The gear set 200 includes one pinion gear 210, at least one transmission gear 220, and one spur gear 230 pivotally installed on an outer surface of the lateral wall 110. The pinion gear 210 is engaged with the lever set 300. The lever set 300 inputs an external force to rotate the gear set 200. The transmission gear 220 is disposed between the pinion gear 210 and the spur gear 230 for changing the relative rotating direction between them, and for producing a speed ratio to change the rotating torque and rotating speed of the spur gear 230. The number of transmission gears 220 is not limited to one. There may be several transmission gears 220 of different sizes in combination to render an optimal speed ratio. The relative rotating direction between the pinion gear 210 and the spur gear 230 is changed according to requirements. The transmission gear 220 may be removed, so that the pinion gear 210 and the spur gear 230 are directly engaged.

With reference to FIGS. 4 to 6, the spur gear 230 corresponds to the mounting structure of the ink cartridge 400. One side of the spur gear 230 facing the ink cartridge 400 is formed with two protrusions 231, 232, which are inserted into the inner side of the loading section 100 via through holes 111 on the lateral wall 110 and protrude in the mounting structure 410. Driven by the spur gear 230, the two protrusions 231, 232 suppress against the top or bottom of the positioning rib 411 of the ink cartridge 400. One protrusion 231 suppresses the ink cartridge 400 downward from the top of the positioning rib 411. The other protrusion 232 lifts the ink cartridge 400 upward from the bottom of the positioning rib 411 for taking out the ink cartridge.

The lever set 300 contains a pull rod 310 and two levers 320. The two levers 320 extend from both ends of the pull rod 310. They are parallel to each other and perpendicular to the pull rod 310. The other ends of the two levers 320 are fixed to one side of the two pinion gears 210 using a pin 330, respectively and pivotally installed on the lateral walls of the loading section 100 at the same time. Pulling the pull rod 310 swings the two levers 320, which then brings the pinion gear 210 into rotation. One side of the lever set 300 corresponding to the lateral wall 110 is provided with a positioning block 321. The lateral wall 110 is formed with two positioning holes 112 for the engagement of the positioning block 321. The lever 320 may be fixed at a first position or a second position.

What has been described above is the structure of the invention. The following describes the operation principle of the invention.

With reference to FIGS. 7A, 7B, 7C, pulling the pull rod 310 upward enables the lever 320 to rotate the gear set 200. The protrusion 231 on the upper side of the spur gear 230 is driven downward by the spur gear 230 and moved horizontally toward one side. The positioning block 321 is engaged into the positioning hole 112 corresponding to the first position. The loading mechanism of the ink cartridge is in the release state. Afterwards, the ink cartridge 400 is disposed in the loading section 100. The positioning rib 411 is aligned with the two gear sets 200, so that the lower side of the positioning rib 411 is disposed on the protrusion 232 at the lower side of the spur gear 230. The pull rod 310 is then suppressed, so that the lever 320 reverses rotating direction of the gear set 200. In this case, the upper side of protrusion 231 follows an arc path to move upward and sideways to a position above the positioning rib 411. Afterwards, the positioning rib 411 is suppressed downward, so that the ink cartridge 400 cannot depart. The limiting ribs 412 on the upper side of the positioning rib 411 provides a limiting effect to prevent the spur gear 230 from over-rotating so that the protrusion 231 has too much horizontal displacement and cannot suppress on the top of the positioning rib 411. At the same time, the positioning block 321 on the lever 320 is engaged into the positioning hole 112 corresponding to the second position. The lever set 300 and the gear set 200 are fixed so that they can not have opposite motions. The ink cartridge loading mechanism is in the fixing state. This completes the mounting operation of the ink cartridge.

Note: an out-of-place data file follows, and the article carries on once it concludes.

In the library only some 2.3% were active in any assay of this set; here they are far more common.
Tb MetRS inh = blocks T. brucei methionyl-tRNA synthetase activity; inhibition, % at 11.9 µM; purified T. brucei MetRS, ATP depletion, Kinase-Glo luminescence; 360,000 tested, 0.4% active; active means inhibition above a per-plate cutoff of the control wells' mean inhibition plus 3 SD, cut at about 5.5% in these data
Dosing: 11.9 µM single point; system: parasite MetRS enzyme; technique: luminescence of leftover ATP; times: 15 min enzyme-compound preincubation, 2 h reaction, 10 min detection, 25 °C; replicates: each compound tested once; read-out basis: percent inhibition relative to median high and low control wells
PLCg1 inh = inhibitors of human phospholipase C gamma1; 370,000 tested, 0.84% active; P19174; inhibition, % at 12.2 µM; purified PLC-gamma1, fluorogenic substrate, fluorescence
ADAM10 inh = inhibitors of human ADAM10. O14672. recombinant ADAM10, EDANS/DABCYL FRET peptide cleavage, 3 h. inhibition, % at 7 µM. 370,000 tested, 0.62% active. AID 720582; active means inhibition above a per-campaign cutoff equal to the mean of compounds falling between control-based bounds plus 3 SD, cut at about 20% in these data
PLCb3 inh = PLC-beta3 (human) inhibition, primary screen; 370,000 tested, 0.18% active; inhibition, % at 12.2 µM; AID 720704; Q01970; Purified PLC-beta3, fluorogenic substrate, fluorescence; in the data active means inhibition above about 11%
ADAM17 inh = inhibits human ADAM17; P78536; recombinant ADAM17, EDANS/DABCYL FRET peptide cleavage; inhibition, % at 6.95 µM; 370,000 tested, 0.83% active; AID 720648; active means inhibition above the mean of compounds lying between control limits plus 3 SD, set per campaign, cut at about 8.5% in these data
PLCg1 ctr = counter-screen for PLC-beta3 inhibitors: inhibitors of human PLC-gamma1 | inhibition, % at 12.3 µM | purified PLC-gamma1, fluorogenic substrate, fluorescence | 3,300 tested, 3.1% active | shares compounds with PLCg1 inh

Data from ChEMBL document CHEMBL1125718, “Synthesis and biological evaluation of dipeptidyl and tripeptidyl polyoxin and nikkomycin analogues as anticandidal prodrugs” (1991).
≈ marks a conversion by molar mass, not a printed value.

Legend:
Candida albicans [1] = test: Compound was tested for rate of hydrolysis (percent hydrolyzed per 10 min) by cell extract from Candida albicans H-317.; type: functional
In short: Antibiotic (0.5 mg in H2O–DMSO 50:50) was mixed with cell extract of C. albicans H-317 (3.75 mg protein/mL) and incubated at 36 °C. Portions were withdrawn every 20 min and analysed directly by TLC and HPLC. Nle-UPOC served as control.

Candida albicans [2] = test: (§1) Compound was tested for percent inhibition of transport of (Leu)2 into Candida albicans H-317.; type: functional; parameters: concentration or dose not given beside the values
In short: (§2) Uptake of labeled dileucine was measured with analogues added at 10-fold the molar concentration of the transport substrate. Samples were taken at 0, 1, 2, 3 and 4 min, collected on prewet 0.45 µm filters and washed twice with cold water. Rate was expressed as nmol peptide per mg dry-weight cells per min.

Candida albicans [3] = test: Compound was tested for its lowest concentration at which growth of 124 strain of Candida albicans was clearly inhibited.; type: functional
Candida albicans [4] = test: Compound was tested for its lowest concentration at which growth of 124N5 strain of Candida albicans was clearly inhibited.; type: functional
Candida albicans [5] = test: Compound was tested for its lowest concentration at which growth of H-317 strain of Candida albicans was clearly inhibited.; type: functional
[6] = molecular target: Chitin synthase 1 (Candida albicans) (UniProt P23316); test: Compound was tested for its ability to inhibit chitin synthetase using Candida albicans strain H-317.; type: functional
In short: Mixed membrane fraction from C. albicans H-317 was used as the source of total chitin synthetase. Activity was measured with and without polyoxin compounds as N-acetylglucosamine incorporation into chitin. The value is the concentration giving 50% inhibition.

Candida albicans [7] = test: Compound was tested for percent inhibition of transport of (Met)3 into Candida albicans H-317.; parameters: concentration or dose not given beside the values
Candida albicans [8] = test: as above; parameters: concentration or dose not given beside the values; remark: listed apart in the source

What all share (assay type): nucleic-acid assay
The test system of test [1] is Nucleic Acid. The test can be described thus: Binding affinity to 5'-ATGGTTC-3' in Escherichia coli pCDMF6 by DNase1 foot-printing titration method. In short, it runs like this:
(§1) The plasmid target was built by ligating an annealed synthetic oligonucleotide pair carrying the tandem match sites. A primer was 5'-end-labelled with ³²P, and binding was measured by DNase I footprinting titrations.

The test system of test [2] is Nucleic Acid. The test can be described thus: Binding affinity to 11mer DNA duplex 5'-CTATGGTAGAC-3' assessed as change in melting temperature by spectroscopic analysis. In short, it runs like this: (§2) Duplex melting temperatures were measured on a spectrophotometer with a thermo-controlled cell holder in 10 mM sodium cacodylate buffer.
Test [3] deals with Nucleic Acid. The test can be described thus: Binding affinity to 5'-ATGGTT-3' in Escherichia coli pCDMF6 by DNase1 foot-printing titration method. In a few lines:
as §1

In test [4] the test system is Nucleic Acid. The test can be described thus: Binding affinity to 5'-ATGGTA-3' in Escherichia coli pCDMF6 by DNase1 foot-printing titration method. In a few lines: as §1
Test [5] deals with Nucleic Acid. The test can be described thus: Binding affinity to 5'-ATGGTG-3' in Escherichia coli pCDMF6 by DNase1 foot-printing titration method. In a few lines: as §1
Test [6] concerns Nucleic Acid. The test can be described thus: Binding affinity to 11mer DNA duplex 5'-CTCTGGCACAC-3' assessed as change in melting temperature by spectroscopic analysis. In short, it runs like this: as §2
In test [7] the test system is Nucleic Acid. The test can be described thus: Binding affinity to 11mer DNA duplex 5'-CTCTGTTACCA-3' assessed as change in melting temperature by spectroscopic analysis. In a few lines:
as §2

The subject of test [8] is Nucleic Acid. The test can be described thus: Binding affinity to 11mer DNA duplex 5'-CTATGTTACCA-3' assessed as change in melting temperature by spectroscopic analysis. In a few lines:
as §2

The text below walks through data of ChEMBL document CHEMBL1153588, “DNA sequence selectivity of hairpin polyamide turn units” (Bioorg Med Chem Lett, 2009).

The gear set 200 provides a speed ratio for changing the torque relation between the spur gear 230 and the pinion gear 210. It is used to magnify the torque of the lever 320 and to enhance the suppressing force of the protrusion 231. At the same time, the departing force of the ink cartridge 400 due to the wiggling of an external force is reduced by the speed ratio. Therefore, the combination between the positioning block 321 and the positioning hole 112 is enhanced. The lever set 300 is thus secured in the second position and kept in the mounting state.